How to Paint a Rocking Chair

Whether you brush or spray, repainting a rocking chair requires careful preparation.
Whether you brush or spray, repainting a rocking chair requires careful preparation. (Image: Dendron/iStock/Getty Images)

Online instructional videos join refinishing experts in making the same basic point: When repainting wood furniture, such as a rocking chair, the proof is in the preparation. In other words, the quality of the finished product is directly proportional to the time and effort you put into sanding and filling the wood and deglossing the old finish. The only major difference between repainting a rocking chair and repainting any other type of chair is that wet paint on the rockers can mark the floor. An easy way to avoid this is to coat them with polyurethane.

Things You'll Need

  • Household soap
  • Bucket
  • Rags
  • Deglossing chemicals
  • Paint stripper
  • Paintbrush
  • 120-, 150- and 220-grit sandpaper
  • Triangular pad sander
  • Wood primer
  • Spray equipment
  • Gloss or semigloss enamel
  • Thinner
  • Respirator
  • Clear polyurethane finish

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Wipe down the chair you are about to paint with soapy water and assess its condition. If the old finish is relatively intact, you probably don't need to remove it, but if it's cracked and peeling, you should remove as much of it as possible. This usually requires a combination of stripping with a chemical stripper and sanding.

Degloss the finish if you don't plan on removing it. Use a commercial deglossing product, which you may have to mix with water according to the manufacturer's recommendations. If the paint is properly deglossed, you can paint over it without priming first.

Move the chair outdoors or into a workroom if you need to strip it. Cover the floor with newspaper, spread the stripper on with a paintbrush, let it work until the paint bubbles, then scrape it off with a putty knife. Strong paint strippers contain methylene chloride, but you may not need one of these. Strippers made from orange oil are environmentally friendly and safe to use, although they don't work as quickly.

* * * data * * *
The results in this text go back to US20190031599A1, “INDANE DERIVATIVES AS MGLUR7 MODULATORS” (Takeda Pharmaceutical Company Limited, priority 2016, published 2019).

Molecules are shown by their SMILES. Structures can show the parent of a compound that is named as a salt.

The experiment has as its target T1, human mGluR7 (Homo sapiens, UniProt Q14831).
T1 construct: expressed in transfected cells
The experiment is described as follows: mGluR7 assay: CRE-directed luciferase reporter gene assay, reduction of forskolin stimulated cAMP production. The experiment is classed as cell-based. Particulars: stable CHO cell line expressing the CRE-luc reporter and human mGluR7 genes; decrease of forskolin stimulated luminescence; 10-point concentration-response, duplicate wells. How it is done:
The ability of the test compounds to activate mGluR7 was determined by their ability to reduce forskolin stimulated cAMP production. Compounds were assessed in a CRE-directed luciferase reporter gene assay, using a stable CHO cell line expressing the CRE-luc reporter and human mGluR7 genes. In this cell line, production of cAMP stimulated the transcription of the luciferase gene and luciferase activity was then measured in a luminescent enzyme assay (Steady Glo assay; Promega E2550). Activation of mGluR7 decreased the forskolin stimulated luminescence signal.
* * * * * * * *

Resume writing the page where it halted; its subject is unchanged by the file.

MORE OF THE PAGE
Wash the chair with water after stripping and let it dry. Sand off the paint residue with 120-grit sandpaper. If your chair has many curves and contours, invest in a sander with a triangular base. Using one is easier than sanding by hand, and because the base has points, it reaches into corners and cracks.

Wipe off the sanding dust with a damp rag, then sand again by hand with 150-grit sandpaper. This smooths out rough areas and depressions left by the coarser paper.

Prime any exposed wood with a high-quality wood primer. If you stripped and sanded the chair, prime all of it. Although you can brush the primer and paint with a paintbrush, they are both easier to apply with air spray equipment. The spray effortlessly gets into and covers hard-to-access areas around joints, whereas dabbing a brush into these areas leaves telltale marks. You can rent spray equipment from a local rental outlet.

Paint with water- or oil-based gloss or semigloss enamel. Fill the spray cup about two-thirds full with paint, then add about an ounce of thinner and shake. Try the spray, and if it sputters, add a bit more thinner.

Put on a respirator, cover anything in the area that you don't want to paint, and spray one coat of paint. Spray everything except the bottoms of the rockers. Let the paint dry, sand it lightly with 220-grit sandpaper, and spray another coat.

Wait for the paint to harden -- 48 hours or more -- then turn the chair over and spray a coat on the bottoms of the rockers. Let the paint dry, then spray another coat. When the second coat dries, apply a coat of clear polyurethane and wait for 24 hours before turning the chair over and using it.

Tips & Warnings

  • If the chair is upholstered, cover the upholstering with plastic and masking tape before deglossing or stripping.
  • Wear rubber gloves and goggles when using paint stripper. It is caustic and can irritate the skin and damage the eyes.

References

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